I think I identify more with the Grinch now than I ever did as a kid. The live-action movie’s mushy backstory had nothing to do with it. The Grinch, I found, is a gestalt of our love/hate relationship with the Holiday season. Sure we sing along when the voice of Tony the Tiger belts out “You’re a mean one, Mr. Grinch”, but on some level we all root for him. While he does take all of the Whos’ stuff, he also steals all of the fire-hazard Christmas trees, all of the fruit-cakes, and all of the “Jingle-cats” CDs. In the same way that Godzilla found legions of fans by destroying crowded transit systems and soul-destroying sales offices, the Grinch entertains us by battling the Christmas monster every year.
Most Christmas stories deal with that conflict between crass commercialism and the true meaning of Christmas. If that meaning is “peace on earth and good will to men”, why haven’t we dispensed with the whole rowdiness aspect of Christmas? We’ve tried several times over the centuries, but it just hasn’t stuck. How can we progress as a species if we spend our money on inflatable snowman displays? Then again, why are we defining progress as a lack of inflatable snowman displays?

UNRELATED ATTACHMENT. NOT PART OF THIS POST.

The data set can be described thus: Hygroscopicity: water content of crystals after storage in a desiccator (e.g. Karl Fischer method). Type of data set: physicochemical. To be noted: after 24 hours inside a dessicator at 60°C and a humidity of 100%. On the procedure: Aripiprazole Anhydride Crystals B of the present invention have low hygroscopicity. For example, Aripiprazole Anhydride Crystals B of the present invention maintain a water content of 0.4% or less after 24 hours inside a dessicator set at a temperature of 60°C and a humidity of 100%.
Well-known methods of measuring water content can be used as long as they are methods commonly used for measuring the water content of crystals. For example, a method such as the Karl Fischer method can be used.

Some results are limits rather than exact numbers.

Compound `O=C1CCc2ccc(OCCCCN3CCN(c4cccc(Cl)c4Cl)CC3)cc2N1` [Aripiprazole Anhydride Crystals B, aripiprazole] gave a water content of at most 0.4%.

This year, Sara and I have been involved in no less than 5 Christmas related live shows either through our church or Sara’s school. On December 20th, we braved bad sushi and stifling crowds to go shopping in Metrotown mall. Why would two seemingly sane people go through with all of this? Is it because we owe some money to a perversely festive loan shark? Not a chance. There is a high that comes from all this Christmas rigmarole. “Peace on earth and good will to men” may seem like a simple concept, but it’s meaningless if it is not expressed. We all have a primal need to express ourselves at some point in our lives. Christmas allows us to do that by putting our best foot forward. People attempt things with decorations, cooking, and singing that they would never do at any other time of the year. We need the hustle and bustle to communicate with our fellow humans in the strongest terms possible: “Peace on earth and good will to men”
Every year Sara’s school has a contest to rewrite Christmas carols. Sara’s class won this year, so without further ado, here’s “I Want An A+ On My Report Card”
And also, we have last year’s Holiday hit featuring Sara’s maiden name, “Miss Antak the Tiny Teacher”